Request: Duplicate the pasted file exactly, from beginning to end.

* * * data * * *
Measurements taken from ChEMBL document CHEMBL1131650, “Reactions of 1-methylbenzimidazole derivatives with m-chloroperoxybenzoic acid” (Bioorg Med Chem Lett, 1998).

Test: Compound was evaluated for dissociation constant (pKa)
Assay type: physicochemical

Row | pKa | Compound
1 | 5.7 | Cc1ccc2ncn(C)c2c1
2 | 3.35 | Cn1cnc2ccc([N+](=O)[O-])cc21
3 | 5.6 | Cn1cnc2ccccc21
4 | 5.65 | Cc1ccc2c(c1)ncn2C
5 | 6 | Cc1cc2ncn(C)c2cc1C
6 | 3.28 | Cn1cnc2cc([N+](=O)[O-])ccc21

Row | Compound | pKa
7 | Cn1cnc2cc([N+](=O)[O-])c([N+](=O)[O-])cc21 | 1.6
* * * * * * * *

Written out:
Measurements taken from ChEMBL document CHEMBL1131650, “Reactions of 1-methylbenzimidazole derivatives with m-chloroperoxybenzoic acid” (Bioorg Med Chem Lett, 1998).

Test: Compound was evaluated for dissociation constant (pKa)
Assay type: physicochemical

Row | pKa | Compound
1 | 5.7 | Cc1ccc2ncn(C)c2c1
2 | 3.35 | Cn1cnc2ccc([N+](=O)[O-])cc21
3 | 5.6 | Cn1cnc2ccccc21
4 | 5.65 | Cc1ccc2c(c1)ncn2C
5 | 6 | Cc1cc2ncn(C)c2cc1C
6 | 3.28 | Cn1cnc2cc([N+](=O)[O-])ccc21

Row | Compound | pKa
7 | Cn1cnc2cc([N+](=O)[O-])c([N+](=O)[O-])cc21 | 1.6